More than a million of the faithful were present at the Vatican for the beatification of Blessed John Paul II, to include the godparents of my eldest child and the future godparents of her soon-to-be-born sister. The joy at this momentous event spread to my home parish and, I’m sure, to Catholics and admirers of John Paul the world over.
I woke up the next morning to a celebration of a far different nature. CNN was streaming video of a jubilant crowd gathered outside the White House cheering the news of Osama bin Laden’s demise. Watching the multitudes wave their flags and scream with joy, I remembered the pain and grief I felt on September 11th. I thought of the thousands who died that day and the thousands upon thousands who’ve died since.
As I continued to watch the streaming video, I too became elated, emotional and joyful at the news.
This bothered me — for several reasons.
For starters, I had a very practical concern: now that this man was dead, he’d likely be considered a martyr by Muslim extremists. His “martyrdom” would doubtless inspire retaliatory attacks. More innocent people would die.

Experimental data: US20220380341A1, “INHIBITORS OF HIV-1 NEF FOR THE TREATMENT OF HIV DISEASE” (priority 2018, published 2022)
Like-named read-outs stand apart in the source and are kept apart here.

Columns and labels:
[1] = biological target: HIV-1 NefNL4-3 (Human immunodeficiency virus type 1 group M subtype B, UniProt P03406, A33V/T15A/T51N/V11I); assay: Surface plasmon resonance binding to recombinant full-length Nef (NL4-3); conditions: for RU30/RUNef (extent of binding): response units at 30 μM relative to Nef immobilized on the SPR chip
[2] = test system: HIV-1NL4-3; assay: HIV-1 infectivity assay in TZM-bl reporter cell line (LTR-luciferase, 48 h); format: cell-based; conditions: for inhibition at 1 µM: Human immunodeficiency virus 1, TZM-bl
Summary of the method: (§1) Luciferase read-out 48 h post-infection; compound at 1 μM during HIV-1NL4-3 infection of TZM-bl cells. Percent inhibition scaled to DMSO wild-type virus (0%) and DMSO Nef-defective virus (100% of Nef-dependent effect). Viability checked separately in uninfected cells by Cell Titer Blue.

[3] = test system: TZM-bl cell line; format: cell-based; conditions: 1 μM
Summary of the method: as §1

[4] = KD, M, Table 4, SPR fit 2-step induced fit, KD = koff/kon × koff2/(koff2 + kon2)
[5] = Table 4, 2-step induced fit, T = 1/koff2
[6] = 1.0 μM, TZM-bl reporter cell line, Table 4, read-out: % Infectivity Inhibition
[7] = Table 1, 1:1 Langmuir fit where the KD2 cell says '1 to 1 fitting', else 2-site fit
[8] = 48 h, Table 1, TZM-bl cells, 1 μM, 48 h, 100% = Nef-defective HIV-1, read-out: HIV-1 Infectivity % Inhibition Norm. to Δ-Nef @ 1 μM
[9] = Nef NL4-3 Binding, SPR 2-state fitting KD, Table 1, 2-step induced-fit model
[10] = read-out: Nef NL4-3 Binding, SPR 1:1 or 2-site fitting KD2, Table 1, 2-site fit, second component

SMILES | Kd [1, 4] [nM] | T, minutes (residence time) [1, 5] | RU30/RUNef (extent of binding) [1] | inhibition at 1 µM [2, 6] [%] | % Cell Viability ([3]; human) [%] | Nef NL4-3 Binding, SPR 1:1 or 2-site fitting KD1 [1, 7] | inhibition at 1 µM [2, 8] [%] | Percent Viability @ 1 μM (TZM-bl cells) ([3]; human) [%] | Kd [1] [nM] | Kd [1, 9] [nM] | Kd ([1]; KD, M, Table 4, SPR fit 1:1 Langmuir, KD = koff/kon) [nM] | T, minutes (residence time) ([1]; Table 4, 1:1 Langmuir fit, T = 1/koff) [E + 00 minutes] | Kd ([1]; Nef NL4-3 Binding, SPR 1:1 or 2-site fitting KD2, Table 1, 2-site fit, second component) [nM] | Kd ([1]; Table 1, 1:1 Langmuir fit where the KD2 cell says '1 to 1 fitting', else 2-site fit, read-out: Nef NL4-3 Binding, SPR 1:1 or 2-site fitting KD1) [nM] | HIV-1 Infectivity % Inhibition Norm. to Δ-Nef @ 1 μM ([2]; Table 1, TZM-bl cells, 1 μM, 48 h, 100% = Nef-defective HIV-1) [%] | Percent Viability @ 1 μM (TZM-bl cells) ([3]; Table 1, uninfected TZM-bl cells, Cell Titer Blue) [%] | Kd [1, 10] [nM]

I also realized that others might have died in the operation. Early reports suggest a woman used as a human shield was killed during the exchange of fire. I don’t know of her involvement (if any) with bin Laden, but the possibility remains that an innocent bystander was killed.
Beyond that, I was bothered by a tougher moral quandary: regardless of how heinous his or her deeds while living, is it right to celebrate a person’s death?
I certainly didn’t think so. One of my great struggles is following Jesus’s instruction to love my enemies. As difficult as I find it, praying for them seems like a good start. Celebrating their deaths does not.
Using similar words, I spoke about this with a colleague at work. When I asked him my question on the morality of celebrating an enemy’s death, he answered with another question: would God celebrate?